SFOS must have built-in functionality to provide fake data to Android apps and to disallow internet access on per-app basis.

When any VPN app is launched it does not change the AlienDalvik VPN settings… Why is this?

It seems important for you to have a use case, so I will give you one, or two of tons.
I am using ColorNote for my personal notes, and I dont want, that this has network
access ever. There is TitaniumBackup, which makes local backups and for this I
only want allow LAN-access. Or my mediaplayer shouldnt be going online, because
I only want to see local files. And so on.

All these Android app connect to google and facebook for metrics and data collection. I try to block hosts like googleapis .com etc by adding them to the etc/host file like described here: https://together.jolla.com/question/123404/howto-block-websites-in-every-browser/ but it did not work.

On Ubuntu I use OpenSnitch.

I also tried:
iptables -A INPUT -s facebook .com -j DROP
iptables -A OUTPUT -d facebook .com -j DROP

and from the browser I cannot longer access the page but using TCPDUMP on the router I can still see the Android apps connecting to facebook .com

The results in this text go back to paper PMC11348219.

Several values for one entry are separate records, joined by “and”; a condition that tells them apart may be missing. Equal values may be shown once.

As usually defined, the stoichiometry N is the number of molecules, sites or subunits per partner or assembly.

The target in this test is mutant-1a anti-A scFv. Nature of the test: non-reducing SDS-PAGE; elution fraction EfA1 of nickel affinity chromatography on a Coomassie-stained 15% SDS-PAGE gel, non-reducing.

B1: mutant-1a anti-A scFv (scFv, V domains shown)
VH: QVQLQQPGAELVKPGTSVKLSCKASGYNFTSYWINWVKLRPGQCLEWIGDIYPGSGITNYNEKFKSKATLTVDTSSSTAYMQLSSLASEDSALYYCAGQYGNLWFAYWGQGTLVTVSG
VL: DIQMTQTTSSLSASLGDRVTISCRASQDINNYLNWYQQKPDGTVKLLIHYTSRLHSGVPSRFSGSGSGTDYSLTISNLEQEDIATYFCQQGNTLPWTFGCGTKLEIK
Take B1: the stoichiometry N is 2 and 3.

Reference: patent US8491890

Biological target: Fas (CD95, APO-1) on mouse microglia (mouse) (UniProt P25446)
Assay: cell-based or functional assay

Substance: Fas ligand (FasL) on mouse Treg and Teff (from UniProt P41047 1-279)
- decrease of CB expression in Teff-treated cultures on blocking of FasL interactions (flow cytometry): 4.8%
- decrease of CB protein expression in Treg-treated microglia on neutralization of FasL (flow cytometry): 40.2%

How to block Android app trackers on Sailfish OS 4?

Take a look here:
https://openrepos.net/content/peterleinchen/defender-ii-updated-encrypted-devices-originated-nodevel

In above you missed that android layer is using its own hosts file.
Defender will take care of this…

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This is all very sad.
J has full control of android layer, yet they show zero interest in putting snoopy android apps on a leash.
So much for privacy-friendly OS.

This Defender II app is awesome! Thank you so much!!

Yes!
But all kudos should go to nodevel, as he invented/implemented it.

You know that there is a …/etc/hosts.editable file in which you might add whatever site you want to add getting blocked?

I edited the …/etc/hosts.editable file with sh -c ‘echo “127.0.0.1 www.google.com” >> /etc/hosts.editable’ but even after reboot using the browser it did not block the url. But when I use sh -c ‘echo “127.0.0.1 www.google.com” >> /etc/hosts’ it does.

The problem is that it does not block google from the Android layer. When I open the Android version of Firefox I can still open Google.com

Not sure what I do wrong.

There are two (three) locations of
etc/hosts*
files, that is what I meant with
/etc/hosts*

First one is /etc/hosts* for native SFOS
Second( third) is for Android layer and depending on version (10 or older 4.4) it is
/system/etc/hosts*
or
/opt/alien/system/etc/hosts*

After modifying this/these hosts.editable files you need to update within defender app to get these changes integrated.

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Both /etc/hosts and /system/etc/hosts are now 11 MB in size and contain the lists of urls to be blocked.

It works on Sailfish but but I can see on the router TCP dump that the Android layer it does not block the URLs.

It seem to ignore or bypass the IP Tables host file. Is there a resolve.conf I need to adjust?
What else can I try?